Every year the Torah invites us to venture into the great outdoors, find some fruit trees in bloom and say Birkhas Ha’Ilanos:
The Birkhas HaIlanos is made during daylight hours of any weekday (not on Shabbos) in the month of Nissan (Sdei Chemed, Berachos 2:1 and Kaf ha-Chayim, 126:1).
The brachah is recited on seeing two different types of fruit trees, though saying it on seeing even one type of tree is valid. At least some of the blossoms should be open (Chida, Moreh b’Etzba 198).
Women are usually exempt from time-bound mitzvos. However, similar to a woman’s obligation to bring bikurim (first produce) to the Beis Hamikdash, this commandment is not considered “time-bound.” It’s a “season-bound” chance for everyone to draw inspiration from witnessing how Hashem renews His world.
Rav Abba taught: There is no greater revelation of redemption than that which the pasuk states: “And you, mountains of Israel, you shall give forth your branches and you shall bear your fruit for my people Israel, for they shall soon come.” (Yechezkel 36:8, Bavli Sanhedrin, 98a). The geulah, then, resembles the blossoming of fruit branches.
To understand Rav Abba’s message more fully, consider the wording of the brachah itself: “…Whose world lacks nothing.” How can we say this, when in the blessing “borei nefashos” said after eating, we thank Hashem who fulfills the “lack” in His “living creatures”. Why the seeming contradiction? Is there a lack or isn’t there?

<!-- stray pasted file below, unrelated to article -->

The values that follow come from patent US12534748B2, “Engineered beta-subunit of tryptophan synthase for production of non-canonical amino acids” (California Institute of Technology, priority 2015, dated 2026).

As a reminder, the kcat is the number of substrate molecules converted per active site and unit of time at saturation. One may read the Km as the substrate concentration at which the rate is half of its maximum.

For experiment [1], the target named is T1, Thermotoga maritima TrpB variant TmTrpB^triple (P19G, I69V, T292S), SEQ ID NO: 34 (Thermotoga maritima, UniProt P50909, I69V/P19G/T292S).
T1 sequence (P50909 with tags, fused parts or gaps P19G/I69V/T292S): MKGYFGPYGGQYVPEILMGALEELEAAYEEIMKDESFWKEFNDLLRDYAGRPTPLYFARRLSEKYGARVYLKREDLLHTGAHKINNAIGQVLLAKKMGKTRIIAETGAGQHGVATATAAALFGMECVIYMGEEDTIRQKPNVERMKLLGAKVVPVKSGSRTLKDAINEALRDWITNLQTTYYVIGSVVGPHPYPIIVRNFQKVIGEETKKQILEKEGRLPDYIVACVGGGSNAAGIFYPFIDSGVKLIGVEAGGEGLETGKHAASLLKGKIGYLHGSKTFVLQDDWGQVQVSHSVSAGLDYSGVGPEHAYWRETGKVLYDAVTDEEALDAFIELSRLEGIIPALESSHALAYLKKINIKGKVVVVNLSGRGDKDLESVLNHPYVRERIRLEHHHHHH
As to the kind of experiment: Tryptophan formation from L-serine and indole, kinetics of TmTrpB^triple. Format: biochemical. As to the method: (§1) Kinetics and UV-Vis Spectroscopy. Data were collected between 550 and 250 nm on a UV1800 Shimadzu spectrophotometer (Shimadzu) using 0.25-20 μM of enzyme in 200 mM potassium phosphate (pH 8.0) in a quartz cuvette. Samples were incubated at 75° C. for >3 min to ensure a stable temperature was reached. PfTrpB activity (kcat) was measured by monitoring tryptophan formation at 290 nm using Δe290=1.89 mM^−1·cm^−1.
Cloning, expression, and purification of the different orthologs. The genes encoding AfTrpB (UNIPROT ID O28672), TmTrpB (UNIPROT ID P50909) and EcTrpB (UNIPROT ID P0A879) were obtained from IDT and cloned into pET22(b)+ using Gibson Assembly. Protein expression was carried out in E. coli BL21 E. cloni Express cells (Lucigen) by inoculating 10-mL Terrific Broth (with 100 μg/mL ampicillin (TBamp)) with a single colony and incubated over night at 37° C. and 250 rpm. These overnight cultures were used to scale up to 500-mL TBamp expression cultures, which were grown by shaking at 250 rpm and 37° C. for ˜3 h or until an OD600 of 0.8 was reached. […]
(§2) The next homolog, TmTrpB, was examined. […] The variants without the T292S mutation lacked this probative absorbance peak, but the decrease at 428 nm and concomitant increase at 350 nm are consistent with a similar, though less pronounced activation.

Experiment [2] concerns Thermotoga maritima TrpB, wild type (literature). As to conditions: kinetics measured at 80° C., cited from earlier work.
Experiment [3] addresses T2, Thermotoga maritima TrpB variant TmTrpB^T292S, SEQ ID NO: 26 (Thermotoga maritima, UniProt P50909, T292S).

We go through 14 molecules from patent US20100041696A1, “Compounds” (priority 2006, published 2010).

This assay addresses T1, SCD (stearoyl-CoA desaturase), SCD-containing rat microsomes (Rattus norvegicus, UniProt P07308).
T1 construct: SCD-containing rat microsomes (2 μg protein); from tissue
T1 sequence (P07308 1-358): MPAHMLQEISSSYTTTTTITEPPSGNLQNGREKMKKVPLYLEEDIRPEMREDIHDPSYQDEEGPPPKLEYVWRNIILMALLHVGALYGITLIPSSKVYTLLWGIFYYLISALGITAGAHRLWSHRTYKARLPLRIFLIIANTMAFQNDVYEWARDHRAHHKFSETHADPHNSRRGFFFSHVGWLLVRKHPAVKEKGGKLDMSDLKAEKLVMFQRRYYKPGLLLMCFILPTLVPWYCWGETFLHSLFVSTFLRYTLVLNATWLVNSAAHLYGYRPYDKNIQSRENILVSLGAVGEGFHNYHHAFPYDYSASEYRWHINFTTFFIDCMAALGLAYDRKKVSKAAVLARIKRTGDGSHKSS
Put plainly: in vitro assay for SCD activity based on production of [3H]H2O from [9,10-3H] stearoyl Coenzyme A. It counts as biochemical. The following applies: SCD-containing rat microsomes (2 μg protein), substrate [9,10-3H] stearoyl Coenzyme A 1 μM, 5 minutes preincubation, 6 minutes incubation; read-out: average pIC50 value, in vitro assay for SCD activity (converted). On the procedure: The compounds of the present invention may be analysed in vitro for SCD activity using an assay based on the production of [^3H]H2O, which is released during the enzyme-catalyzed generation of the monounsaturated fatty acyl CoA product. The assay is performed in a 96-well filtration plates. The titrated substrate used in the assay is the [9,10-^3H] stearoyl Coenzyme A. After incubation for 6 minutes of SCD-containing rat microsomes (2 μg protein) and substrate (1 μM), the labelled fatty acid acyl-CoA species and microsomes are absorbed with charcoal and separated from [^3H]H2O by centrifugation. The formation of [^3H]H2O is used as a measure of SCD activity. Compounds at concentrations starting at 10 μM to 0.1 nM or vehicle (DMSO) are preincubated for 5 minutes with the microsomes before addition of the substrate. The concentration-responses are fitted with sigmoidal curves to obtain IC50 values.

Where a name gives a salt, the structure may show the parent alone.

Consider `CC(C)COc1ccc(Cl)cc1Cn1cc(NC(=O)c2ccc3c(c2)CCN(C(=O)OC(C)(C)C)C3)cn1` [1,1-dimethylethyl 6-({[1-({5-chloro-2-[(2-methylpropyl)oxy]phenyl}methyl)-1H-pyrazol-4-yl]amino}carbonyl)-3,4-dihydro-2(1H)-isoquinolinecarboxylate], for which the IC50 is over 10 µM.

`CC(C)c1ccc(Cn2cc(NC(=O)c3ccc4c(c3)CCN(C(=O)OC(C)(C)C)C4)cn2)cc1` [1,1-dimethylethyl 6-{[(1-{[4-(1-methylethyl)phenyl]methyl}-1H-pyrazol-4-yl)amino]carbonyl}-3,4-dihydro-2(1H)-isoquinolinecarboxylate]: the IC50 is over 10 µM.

Birkhas Hailanos holds the answer. This unique blessing reminds us of the distinction between Hashem’s creatures and Hashem’s world. Creatures have a sense of lack – we get hungry, thirsty, or lonely. But Hashem’s world itself has no lack.
This is the distinction between the state of galus — exile — and the state of geulah — redemption. When we focus only on our lack, we feel distant from Hashem. When we focus on His provision of what we lack, we feel His Presence, His love. As we say in Lecha Dodi on Shabbos evening: “Karva El nafshi, gealah — When Hashem is close to my soul, redemption!”
If we don’t feel His Presence in our heart and through our senses, we’re still in exile. When we draw our experience of Hashem into our deepest awareness (through learning, praying, and doing mitzvos), we bring our personal redemption closer. Our voice is a key to this process.
“They shall inherit the Land forever; the branch of My planting, the work of My hands, in which I glory.” (Yishaya 60:21) The surge of new life bursting forth in nature reassures us that ultimately nothing is lacking.
Each one of us has been “planted” by Hashem in the best circumstances for our soul to reach a feeling of closeness to Him. When we perceive His miracles of life and renewal “right in our own backyard” the darkness of exile recedes.
As we say the blessing this year, may everything become possible again for each one of us who are “the planting of His hand” and who blossom through quietly adding our voice to the song of creation.